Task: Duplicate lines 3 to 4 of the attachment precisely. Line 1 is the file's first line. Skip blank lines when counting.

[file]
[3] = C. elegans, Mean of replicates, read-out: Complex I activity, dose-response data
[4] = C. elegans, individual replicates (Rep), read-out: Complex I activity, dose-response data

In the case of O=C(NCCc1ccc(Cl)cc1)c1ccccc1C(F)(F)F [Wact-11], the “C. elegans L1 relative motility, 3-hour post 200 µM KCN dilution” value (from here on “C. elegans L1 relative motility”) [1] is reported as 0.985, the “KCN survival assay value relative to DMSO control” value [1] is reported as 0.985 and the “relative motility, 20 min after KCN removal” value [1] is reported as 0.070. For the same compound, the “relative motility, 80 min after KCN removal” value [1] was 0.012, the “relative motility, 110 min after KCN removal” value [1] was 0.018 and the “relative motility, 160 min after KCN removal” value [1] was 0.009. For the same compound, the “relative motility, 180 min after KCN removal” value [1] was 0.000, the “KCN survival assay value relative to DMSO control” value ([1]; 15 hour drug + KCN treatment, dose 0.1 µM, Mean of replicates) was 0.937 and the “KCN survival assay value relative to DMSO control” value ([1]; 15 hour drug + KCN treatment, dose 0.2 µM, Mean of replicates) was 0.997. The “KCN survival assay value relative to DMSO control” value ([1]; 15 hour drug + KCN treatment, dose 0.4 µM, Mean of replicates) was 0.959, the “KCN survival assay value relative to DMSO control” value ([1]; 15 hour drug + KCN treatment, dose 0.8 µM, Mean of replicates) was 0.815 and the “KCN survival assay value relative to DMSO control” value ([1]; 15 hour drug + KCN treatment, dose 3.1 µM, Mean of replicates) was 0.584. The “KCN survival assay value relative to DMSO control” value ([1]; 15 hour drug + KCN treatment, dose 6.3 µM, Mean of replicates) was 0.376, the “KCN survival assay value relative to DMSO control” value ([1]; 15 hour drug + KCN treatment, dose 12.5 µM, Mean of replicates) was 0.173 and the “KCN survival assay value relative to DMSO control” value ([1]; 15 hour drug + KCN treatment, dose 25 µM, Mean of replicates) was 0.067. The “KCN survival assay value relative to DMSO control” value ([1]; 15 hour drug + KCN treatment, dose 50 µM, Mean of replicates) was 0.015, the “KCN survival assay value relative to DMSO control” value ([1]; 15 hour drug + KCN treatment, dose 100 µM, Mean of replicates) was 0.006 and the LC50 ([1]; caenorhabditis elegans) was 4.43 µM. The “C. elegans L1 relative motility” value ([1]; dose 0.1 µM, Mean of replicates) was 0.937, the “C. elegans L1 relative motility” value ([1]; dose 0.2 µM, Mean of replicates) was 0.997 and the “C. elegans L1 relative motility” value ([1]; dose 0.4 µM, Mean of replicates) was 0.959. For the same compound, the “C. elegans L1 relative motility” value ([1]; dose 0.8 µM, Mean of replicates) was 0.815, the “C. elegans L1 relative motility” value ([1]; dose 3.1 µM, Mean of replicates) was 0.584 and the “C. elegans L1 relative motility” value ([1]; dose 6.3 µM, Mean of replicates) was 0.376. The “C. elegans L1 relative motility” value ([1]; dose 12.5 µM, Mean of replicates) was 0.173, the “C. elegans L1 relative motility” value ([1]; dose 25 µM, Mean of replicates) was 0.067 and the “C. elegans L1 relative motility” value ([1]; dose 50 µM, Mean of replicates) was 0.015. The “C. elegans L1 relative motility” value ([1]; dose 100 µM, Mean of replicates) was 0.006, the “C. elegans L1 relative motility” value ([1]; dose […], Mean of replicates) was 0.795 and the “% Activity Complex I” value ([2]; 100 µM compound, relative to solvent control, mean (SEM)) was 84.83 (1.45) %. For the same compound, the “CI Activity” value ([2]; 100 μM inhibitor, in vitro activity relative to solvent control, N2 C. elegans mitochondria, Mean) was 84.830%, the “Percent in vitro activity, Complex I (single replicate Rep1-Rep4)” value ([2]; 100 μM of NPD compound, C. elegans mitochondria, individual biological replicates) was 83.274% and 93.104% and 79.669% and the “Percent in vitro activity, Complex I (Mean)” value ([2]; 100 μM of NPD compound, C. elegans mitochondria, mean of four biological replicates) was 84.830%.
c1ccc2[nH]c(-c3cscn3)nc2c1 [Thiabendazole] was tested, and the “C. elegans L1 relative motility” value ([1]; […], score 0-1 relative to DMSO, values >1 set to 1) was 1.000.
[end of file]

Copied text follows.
In the case of O=C(NCCc1ccc(Cl)cc1)c1ccccc1C(F)(F)F [Wact-11], the “C. elegans L1 relative motility, 3-hour post 200 µM KCN dilution” value (from here on “C. elegans L1 relative motility”) [1] is reported as 0.985, the “KCN survival assay value relative to DMSO control” value [1] is reported as 0.985 and the “relative motility, 20 min after KCN removal” value [1] is reported as 0.070. For the same compound, the “relative motility, 80 min after KCN removal” value [1] was 0.012, the “relative motility, 110 min after KCN removal” value [1] was 0.018 and the “relative motility, 160 min after KCN removal” value [1] was 0.009. For the same compound, the “relative motility, 180 min after KCN removal” value [1] was 0.000, the “KCN survival assay value relative to DMSO control” value ([1]; 15 hour drug + KCN treatment, dose 0.1 µM, Mean of replicates) was 0.937 and the “KCN survival assay value relative to DMSO control” value ([1]; 15 hour drug + KCN treatment, dose 0.2 µM, Mean of replicates) was 0.997. The “KCN survival assay value relative to DMSO control” value ([1]; 15 hour drug + KCN treatment, dose 0.4 µM, Mean of replicates) was 0.959, the “KCN survival assay value relative to DMSO control” value ([1]; 15 hour drug + KCN treatment, dose 0.8 µM, Mean of replicates) was 0.815 and the “KCN survival assay value relative to DMSO control” value ([1]; 15 hour drug + KCN treatment, dose 3.1 µM, Mean of replicates) was 0.584. The “KCN survival assay value relative to DMSO control” value ([1]; 15 hour drug + KCN treatment, dose 6.3 µM, Mean of replicates) was 0.376, the “KCN survival assay value relative to DMSO control” value ([1]; 15 hour drug + KCN treatment, dose 12.5 µM, Mean of replicates) was 0.173 and the “KCN survival assay value relative to DMSO control” value ([1]; 15 hour drug + KCN treatment, dose 25 µM, Mean of replicates) was 0.067. The “KCN survival assay value relative to DMSO control” value ([1]; 15 hour drug + KCN treatment, dose 50 µM, Mean of replicates) was 0.015, the “KCN survival assay value relative to DMSO control” value ([1]; 15 hour drug + KCN treatment, dose 100 µM, Mean of replicates) was 0.006 and the LC50 ([1]; caenorhabditis elegans) was 4.43 µM. The “C. elegans L1 relative motility” value ([1]; dose 0.1 µM, Mean of replicates) was 0.937, the “C. elegans L1 relative motility” value ([1]; dose 0.2 µM, Mean of replicates) was 0.997 and the “C. elegans L1 relative motility” value ([1]; dose 0.4 µM, Mean of replicates) was 0.959. For the same compound, the “C. elegans L1 relative motility” value ([1]; dose 0.8 µM, Mean of replicates) was 0.815, the “C. elegans L1 relative motility” value ([1]; dose 3.1 µM, Mean of replicates) was 0.584 and the “C. elegans L1 relative motility” value ([1]; dose 6.3 µM, Mean of replicates) was 0.376. The “C. elegans L1 relative motility” value ([1]; dose 12.5 µM, Mean of replicates) was 0.173, the “C. elegans L1 relative motility” value ([1]; dose 25 µM, Mean of replicates) was 0.067 and the “C. elegans L1 relative motility” value ([1]; dose 50 µM, Mean of replicates) was 0.015. The “C. elegans L1 relative motility” value ([1]; dose 100 µM, Mean of replicates) was 0.006, the “C. elegans L1 relative motility” value ([1]; dose […], Mean of replicates) was 0.795 and the “% Activity Complex I” value ([2]; 100 µM compound, relative to solvent control, mean (SEM)) was 84.83 (1.45) %. For the same compound, the “CI Activity” value ([2]; 100 μM inhibitor, in vitro activity relative to solvent control, N2 C. elegans mitochondria, Mean) was 84.830%, the “Percent in vitro activity, Complex I (single replicate Rep1-Rep4)” value ([2]; 100 μM of NPD compound, C. elegans mitochondria, individual biological replicates) was 83.274% and 93.104% and 79.669% and the “Percent in vitro activity, Complex I (Mean)” value ([2]; 100 μM of NPD compound, C. elegans mitochondria, mean of four biological replicates) was 84.830%.
c1ccc2[nH]c(-c3cscn3)nc2c1 [Thiabendazole] was tested, and the “C. elegans L1 relative motility” value ([1]; […], score 0-1 relative to DMSO, values >1 set to 1) was 1.000.